Now she is helping transform the lives of South African orphans. Dana is in the process of running 52 marathons in 52 weekends for 52 different South African AIDS orphans (read more here).
Dana is our first runner profile on Run It Fast. We are thankful for her taking the time to sit down and answer our questions about running and her 52 Beginnings. Her story will inspire you.
Have you always been a runner?
Absolutely not! I used to despise running with almost the same intensity that I now love it. I never would have imagined I’d become a runner! I started having weight issues at age 7. I was never involved in sports in school. I was overweight until I was in my early 20’s and it wasn’t until after I gave birth to my second child that I finally decided to get my act together. I’ve lost about 70 pounds and running has totally transformed my life
So what got you into running?
I honestly just wanted to get in shape and lose weight. As the weight came off, I gradually found that I enjoyed running, especially as I built more endurance and could run for longer periods. It was a great outlet, especially for a mom of 3 little kids.
What made you decide to run your first marathon?
After a year of doing half marathons, I did my first marathon in 2007 because I thought it would be really cool to do my first 26.2 while I was 26 years old. Plus I was completely amazed that people could run that far! I wanted to prove to myself that I could too.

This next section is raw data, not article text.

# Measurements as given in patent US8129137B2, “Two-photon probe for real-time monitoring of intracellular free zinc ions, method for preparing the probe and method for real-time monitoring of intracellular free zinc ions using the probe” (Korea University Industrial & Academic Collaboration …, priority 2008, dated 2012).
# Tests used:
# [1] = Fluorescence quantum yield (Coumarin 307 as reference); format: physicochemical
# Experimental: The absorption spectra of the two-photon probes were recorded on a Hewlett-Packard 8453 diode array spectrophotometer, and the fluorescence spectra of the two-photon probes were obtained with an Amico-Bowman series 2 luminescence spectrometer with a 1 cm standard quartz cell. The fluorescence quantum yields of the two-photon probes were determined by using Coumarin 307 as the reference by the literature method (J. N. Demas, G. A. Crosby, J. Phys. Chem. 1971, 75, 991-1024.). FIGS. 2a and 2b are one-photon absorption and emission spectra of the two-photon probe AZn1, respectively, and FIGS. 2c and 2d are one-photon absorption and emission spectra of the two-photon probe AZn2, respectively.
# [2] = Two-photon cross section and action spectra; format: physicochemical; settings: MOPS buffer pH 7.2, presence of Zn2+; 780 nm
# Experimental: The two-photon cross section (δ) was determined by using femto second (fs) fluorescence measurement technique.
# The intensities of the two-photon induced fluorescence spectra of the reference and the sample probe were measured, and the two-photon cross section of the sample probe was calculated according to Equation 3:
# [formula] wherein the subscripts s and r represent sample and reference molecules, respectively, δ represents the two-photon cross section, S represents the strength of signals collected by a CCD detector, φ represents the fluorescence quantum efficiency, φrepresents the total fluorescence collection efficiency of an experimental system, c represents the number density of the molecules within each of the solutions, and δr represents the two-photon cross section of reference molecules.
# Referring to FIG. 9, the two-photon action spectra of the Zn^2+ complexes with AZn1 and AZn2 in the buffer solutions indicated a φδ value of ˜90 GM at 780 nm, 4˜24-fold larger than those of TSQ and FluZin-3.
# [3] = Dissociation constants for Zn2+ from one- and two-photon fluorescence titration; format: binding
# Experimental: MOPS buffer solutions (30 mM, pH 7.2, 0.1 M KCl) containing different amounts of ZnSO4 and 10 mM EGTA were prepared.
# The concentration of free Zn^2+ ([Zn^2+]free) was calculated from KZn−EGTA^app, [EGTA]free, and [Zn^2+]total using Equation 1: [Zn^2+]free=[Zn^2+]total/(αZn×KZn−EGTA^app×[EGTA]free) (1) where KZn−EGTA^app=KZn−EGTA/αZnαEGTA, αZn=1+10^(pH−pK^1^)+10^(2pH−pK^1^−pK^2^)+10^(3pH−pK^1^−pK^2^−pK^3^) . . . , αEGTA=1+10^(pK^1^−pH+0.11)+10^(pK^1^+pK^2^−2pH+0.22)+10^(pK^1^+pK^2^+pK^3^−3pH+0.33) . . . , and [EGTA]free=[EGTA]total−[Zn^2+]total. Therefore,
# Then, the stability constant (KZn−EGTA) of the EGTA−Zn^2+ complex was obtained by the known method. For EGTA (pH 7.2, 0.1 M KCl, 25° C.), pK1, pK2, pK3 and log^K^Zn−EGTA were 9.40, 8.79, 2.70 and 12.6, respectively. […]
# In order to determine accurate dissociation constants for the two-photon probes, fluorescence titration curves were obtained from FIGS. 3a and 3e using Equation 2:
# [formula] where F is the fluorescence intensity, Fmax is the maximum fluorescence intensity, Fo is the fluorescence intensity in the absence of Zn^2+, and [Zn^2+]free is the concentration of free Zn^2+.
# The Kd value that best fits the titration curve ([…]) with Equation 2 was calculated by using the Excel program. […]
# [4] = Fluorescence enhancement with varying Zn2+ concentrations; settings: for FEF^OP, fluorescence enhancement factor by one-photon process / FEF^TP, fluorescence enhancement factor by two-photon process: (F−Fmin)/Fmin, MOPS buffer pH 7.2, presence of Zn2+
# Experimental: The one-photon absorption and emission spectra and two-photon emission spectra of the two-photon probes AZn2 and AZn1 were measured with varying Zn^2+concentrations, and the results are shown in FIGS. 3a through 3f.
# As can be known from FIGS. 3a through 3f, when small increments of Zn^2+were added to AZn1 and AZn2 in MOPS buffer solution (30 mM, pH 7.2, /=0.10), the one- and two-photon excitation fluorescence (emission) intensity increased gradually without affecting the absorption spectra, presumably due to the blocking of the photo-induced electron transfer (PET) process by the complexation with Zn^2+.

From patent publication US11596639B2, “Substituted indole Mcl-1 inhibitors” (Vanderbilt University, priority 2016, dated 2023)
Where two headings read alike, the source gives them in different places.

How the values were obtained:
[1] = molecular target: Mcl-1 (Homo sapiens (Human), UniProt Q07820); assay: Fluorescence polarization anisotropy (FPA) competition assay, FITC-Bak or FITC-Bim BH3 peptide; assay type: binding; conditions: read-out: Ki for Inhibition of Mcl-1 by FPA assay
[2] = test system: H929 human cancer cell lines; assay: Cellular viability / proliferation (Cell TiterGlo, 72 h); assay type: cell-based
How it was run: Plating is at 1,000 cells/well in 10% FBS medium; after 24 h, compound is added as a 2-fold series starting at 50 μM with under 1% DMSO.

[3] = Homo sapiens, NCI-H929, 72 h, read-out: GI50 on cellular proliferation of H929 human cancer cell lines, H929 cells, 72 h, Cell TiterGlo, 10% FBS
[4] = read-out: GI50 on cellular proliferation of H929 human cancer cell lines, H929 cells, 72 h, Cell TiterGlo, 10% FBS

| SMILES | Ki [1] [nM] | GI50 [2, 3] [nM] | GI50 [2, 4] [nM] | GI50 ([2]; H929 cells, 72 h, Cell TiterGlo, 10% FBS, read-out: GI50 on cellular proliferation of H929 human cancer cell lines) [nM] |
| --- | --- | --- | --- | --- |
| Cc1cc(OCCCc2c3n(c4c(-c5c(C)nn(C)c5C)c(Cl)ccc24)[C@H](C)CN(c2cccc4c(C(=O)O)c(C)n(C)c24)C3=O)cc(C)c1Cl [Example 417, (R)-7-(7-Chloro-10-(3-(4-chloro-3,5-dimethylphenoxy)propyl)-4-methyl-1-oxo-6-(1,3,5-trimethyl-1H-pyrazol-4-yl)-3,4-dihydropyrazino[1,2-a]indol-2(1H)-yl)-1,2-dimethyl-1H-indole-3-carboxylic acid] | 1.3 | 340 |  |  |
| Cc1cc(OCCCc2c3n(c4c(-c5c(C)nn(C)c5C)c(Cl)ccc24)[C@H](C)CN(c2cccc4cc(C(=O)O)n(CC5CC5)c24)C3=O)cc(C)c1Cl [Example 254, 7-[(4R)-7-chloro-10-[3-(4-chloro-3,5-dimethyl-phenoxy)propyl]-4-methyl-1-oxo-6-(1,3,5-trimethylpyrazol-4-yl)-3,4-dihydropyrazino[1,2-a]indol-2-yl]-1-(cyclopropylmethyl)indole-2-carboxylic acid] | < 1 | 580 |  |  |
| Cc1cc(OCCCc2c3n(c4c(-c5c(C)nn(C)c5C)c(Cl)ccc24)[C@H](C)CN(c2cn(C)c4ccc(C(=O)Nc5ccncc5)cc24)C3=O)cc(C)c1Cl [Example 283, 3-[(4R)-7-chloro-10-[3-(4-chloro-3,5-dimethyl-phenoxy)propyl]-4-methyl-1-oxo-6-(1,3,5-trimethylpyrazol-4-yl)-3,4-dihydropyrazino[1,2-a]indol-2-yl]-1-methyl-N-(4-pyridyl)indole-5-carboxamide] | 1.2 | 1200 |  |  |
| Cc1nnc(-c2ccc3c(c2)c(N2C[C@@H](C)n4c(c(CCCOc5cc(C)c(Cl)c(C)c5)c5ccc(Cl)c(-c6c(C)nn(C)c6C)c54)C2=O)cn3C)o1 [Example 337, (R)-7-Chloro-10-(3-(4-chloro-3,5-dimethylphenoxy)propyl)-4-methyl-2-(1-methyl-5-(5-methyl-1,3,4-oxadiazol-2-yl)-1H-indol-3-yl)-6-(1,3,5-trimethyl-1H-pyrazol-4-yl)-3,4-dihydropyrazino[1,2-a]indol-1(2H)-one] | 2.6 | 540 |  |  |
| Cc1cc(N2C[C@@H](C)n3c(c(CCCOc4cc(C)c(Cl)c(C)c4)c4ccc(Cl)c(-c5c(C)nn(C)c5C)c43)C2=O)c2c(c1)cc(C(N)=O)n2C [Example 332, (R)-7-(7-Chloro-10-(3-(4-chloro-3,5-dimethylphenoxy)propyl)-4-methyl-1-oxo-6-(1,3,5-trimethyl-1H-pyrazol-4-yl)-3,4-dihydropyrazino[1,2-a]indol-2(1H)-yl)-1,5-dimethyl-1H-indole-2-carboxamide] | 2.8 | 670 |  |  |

What is the toughest challenge of running a marathon every weekend?
I have to say that traveling is honestly the hardest part and trying to keep everything organized with my schedule. I know that if I make it to the start line, I will finish the race, so the real challenge is just getting there.
Do you run or train any during the week between marathons?
I do and the amount of running varies from week to week, but I find that active recovery allows my body to perform better. I keep my runs short (usually 3-4 miles a day) and also do upper body weight training to keep my core and back strong.
What is your favorite marathon to date?
I’ve had so many people ask me this question and I honestly don’t know that I could pick just one marathon. For small marathons, I love the Garden Spot Village Marathon in New Holland, PA. It’s through rolling hills in Amish countryside and it’s challenging, beautiful and peaceful. Leading Ladies in Spearfish, SD offered some of the most beautiful views for a woman’s only marathon event and Mesa Falls in Idaho was breathtaking as well. For you guys (or football fans) you must do the Sunburst Marathon in South Bend, IN. You get to start at the College football Hall of Fame and finish on the 50 yard line of the Notre Dame Stadium! The San Francisco Marathon has been one of my favorite big races this year and of course I love the Marine Corps Marathon, that I’ll be running for a 3rd time this year. Sorry, I didn’t do too well with picking just one did I?!
What marathon would you recommend to a fellow runner as a ‘must-do’ marathon?
I would highly suggest the Vermont City Marathon, Akron Marathon and Richmond Marathon along with the one’s listed above. They are all top notch events, with great support.
What is the toughest marathon you’ve done?